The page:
2008 redux: Faultlines in the aftermath of Lethpora

With reports of harassment and intimidation of Kashmiris pouring in from Jammu, the much touted pluralistic ethos of Jammu and Kashmir is again under threat. The hate-mongers are whipping up communal passions and mob frenzy, this time over the suicide bombing in south Kashmir’s Lethpora area which killed over 40 CRPF men in the deadliest attack of its kind in the history of the three-decade-old armed conflict.

In a grim reminder of the 2008 Amarnath land row, which pitted Hindu majority Jammu against Muslim Kashmir, the recent developments have revealed the faultlines between the two regions.

At the outset, it is important to realise that a bunch of troublemakers should not blind us into believing that the entire population espouses violence against Kashmiris. As we see images of mobs on rampage, it is important to understand that these vested interests, which use nationalism and religion as an alibi to threaten and harm Kashmiris, are in miniscule minority. Majority of Indians don’t endorse violence no matter how much they are misled by warmongers on social media and mainstream media.

The situation in Jammu is reminiscent of the violence during the Amarnath land transfer row and the communal violence in Kishtwar ahead of 2014 elections.

In the summer of 2008, the campaign in Kashmir against the land transfer order in favour of Amarnath shrine board provided a convenient handle to vested interests in Jammu to divide the state on religious lines. Ever since, the sinister agenda of communal elements has been quietly taking shape in the state and has assumed monstrous proportion.

After the August 2014 Kishtwar clashes, some news reports even suggested that intelligence agencies had informed Government of India that a particular outfit was involved in stoking communal violence. The outfit’s main argument apparently was that Hindus are in danger in Muslim-majority areas of Jammu division. The problem could have been isolated and solved in Kishtwar, but communal elements were quick to fan the fire and spread the flames to other parts of the region.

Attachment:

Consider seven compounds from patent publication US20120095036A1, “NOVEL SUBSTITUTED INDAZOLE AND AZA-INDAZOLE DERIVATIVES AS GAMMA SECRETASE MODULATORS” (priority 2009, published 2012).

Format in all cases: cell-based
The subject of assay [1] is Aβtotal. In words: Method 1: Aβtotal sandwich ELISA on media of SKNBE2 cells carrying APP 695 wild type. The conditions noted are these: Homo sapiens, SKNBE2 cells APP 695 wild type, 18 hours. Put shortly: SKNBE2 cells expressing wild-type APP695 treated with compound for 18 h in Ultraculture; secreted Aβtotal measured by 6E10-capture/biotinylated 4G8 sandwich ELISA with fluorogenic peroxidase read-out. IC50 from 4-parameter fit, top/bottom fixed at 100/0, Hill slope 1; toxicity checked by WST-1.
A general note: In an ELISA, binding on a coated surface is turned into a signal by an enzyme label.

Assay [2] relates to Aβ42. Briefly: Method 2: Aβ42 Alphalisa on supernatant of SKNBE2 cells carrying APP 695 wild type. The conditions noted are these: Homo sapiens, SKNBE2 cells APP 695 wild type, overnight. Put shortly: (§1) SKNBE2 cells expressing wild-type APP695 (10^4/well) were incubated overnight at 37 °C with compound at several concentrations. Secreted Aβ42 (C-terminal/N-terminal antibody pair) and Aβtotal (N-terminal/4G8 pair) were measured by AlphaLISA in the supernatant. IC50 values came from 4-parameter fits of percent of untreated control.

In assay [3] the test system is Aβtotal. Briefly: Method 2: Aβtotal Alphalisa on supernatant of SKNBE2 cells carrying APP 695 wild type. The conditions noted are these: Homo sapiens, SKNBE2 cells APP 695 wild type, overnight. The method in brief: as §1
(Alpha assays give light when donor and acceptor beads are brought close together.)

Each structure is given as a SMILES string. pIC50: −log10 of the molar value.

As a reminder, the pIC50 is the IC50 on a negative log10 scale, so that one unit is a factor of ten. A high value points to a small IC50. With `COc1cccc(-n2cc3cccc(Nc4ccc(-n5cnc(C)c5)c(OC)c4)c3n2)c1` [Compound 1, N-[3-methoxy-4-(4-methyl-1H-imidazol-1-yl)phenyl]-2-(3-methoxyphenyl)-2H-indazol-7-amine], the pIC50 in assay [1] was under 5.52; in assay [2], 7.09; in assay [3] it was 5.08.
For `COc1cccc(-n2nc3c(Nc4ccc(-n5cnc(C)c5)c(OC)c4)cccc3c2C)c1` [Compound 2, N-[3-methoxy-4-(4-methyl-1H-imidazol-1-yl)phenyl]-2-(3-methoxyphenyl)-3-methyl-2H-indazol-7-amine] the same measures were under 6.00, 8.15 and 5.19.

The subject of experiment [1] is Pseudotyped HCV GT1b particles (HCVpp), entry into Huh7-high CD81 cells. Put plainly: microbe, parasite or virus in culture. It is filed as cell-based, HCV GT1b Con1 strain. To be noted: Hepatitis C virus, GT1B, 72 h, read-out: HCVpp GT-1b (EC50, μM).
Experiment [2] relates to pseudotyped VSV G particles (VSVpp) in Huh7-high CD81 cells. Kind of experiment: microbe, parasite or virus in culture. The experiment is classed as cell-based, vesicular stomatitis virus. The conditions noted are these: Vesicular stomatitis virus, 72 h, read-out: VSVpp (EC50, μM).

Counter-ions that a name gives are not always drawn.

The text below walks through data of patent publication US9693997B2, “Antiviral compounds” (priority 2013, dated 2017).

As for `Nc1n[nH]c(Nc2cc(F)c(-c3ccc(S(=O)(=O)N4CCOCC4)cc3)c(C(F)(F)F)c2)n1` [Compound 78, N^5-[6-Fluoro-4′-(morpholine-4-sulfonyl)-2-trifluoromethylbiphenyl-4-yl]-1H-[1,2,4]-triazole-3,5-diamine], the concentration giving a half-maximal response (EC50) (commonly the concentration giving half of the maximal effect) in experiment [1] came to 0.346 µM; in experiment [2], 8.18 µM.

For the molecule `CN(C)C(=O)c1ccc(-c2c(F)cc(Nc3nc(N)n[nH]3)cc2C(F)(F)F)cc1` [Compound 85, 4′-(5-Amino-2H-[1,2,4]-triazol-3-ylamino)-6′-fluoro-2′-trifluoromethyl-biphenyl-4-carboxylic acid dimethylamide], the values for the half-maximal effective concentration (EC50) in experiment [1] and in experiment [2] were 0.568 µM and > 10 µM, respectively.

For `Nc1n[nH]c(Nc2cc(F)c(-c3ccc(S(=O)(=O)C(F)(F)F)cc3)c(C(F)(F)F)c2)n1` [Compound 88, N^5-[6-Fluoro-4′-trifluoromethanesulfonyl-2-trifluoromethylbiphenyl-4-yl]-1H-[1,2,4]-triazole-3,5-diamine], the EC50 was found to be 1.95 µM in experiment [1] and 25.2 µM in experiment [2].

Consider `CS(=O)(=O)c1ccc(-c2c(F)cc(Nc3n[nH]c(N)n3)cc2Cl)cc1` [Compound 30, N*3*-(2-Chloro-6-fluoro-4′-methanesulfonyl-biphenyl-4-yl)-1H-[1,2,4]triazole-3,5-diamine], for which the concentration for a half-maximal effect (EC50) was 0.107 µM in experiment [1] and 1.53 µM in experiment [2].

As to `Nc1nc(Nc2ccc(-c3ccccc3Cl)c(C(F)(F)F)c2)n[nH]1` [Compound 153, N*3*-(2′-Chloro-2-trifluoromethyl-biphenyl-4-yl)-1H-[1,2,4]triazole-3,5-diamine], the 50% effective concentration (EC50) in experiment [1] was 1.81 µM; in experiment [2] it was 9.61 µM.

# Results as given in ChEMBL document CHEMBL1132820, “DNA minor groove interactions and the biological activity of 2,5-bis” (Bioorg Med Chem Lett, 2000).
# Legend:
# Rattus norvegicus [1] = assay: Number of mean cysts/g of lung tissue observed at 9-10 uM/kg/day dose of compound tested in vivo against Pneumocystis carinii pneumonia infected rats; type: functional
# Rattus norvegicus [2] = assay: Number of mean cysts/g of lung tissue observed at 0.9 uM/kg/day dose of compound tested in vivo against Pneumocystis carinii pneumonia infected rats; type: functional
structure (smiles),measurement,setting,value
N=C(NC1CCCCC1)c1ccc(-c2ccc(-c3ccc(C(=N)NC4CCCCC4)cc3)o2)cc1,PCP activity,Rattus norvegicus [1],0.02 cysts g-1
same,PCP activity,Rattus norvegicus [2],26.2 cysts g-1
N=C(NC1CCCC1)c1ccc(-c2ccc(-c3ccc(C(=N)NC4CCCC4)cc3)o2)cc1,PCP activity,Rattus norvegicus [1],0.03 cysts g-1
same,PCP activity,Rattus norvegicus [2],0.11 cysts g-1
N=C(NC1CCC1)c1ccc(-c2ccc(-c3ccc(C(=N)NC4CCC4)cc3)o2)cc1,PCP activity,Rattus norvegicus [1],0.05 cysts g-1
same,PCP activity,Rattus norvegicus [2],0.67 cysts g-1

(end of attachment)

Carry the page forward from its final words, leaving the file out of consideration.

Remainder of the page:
Indian politicians often praise J&K for its secular character, but its demography also makes the state vulnerable for the communal politics. The vested interests sniffed this weakness in 2008. After the Amarnath land transfer order was revoked owing to unprecedented protests in Kashmir valley, they mobilised the public in Hindu-majority belts of Jammu by provocative speeches leading to regional and communal polarisation of the state.

‘The Indian Express’ carried a news report on August 10, 2008 with the headline “Dangerous divide: Jammu officials put it in black and white”. According to the report, the Jammu administration gave data to the visiting all-party delegation to underline the communal dimension of the agitation in Jammu.

While Kashmir has been in focus because of militancy, the dangerous communal undercurrents in Jammu have gone unnoticed. The open threats issued by some groups to Rohingya and Bangladeshi refugees in the recent past should have also served as an eye opener in this respect.

The issue of ‘identity certificates’ to West Pakistan refugees also threatened to divide the state on regional and religious lines. While protests erupted in the Valley, with separatists and the mainstream opposition accusing the PDP-BJP coalition government of trying to dilute state subject laws by giving the certificates to the refugees, political parties in Jammu raised the settlement of Rohingya Muslims in the region in return, terming it as an attempt to change its demography.

Unfortunately, even the trade bodies have been drawn into the fray as communal politics takes centrestage in Jammu. Instead of helping in allying the public anger in India, the mainstream media seems to be fuelling the outrage. It seems as if the TRP-hungry channels are competing to outdo each other in jingoism amid calls for all-out war.

Following the Lethpora attack, a dominant section of Indian media engaged in whipping up war hysteria. While the government is exploring other options, some channels have blown the war bugle already. The tickers flashed on the screen are in sync with the war frenzy. The anchors go overboard with emotive language. Instead of providing facts and proper perspective, they choose to push the country to the brink of war. It has been a regular feature in Indian media for quite some time now. The social media has become another dangerous catalyst for war-mongering.

In this backdrop, the administration and the civil society cannot remain oblivious to the communal tinder box in J&K. While we can assure ourselves that majority of people will not fall prey to the divisive politics, it would be imprudent to take the threat posed by the hate-mongers lightly. In the charged atmosphere, it can be difficult for even sensible people to see through the dangerous communal politics brazenly played out in the open.


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